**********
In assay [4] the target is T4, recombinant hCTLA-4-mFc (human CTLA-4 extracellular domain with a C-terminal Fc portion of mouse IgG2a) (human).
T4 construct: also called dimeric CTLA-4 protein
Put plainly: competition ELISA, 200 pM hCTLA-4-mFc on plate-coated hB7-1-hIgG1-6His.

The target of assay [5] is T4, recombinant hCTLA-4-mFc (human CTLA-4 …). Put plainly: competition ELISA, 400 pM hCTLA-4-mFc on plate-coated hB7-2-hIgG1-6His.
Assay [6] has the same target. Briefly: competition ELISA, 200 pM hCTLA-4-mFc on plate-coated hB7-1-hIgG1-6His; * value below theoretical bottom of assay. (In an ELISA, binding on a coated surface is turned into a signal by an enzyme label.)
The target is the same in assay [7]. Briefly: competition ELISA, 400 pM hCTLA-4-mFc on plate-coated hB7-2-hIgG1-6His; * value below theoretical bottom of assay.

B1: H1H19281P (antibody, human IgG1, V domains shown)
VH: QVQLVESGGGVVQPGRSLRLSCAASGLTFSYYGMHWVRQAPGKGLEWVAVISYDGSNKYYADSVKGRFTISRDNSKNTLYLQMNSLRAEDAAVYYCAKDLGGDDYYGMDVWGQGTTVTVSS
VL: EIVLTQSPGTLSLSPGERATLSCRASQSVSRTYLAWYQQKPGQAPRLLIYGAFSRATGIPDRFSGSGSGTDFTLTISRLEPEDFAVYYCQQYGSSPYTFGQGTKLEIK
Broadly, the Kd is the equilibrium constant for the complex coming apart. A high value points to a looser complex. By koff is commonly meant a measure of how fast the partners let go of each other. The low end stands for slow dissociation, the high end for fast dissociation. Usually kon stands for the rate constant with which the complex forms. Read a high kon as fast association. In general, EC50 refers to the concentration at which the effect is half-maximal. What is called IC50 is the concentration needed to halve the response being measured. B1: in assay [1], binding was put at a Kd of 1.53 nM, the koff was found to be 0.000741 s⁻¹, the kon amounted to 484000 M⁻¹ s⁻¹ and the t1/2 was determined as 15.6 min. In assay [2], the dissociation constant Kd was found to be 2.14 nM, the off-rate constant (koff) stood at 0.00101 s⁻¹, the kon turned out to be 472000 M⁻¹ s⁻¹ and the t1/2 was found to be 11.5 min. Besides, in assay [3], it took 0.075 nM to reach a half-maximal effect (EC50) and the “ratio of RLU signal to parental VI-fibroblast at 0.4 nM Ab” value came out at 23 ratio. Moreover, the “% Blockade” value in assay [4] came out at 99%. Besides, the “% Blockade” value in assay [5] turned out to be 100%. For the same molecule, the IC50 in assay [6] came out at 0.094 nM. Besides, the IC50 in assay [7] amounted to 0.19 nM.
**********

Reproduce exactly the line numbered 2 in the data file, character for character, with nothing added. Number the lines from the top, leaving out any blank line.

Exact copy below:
T4 construct: also called dimeric CTLA-4 protein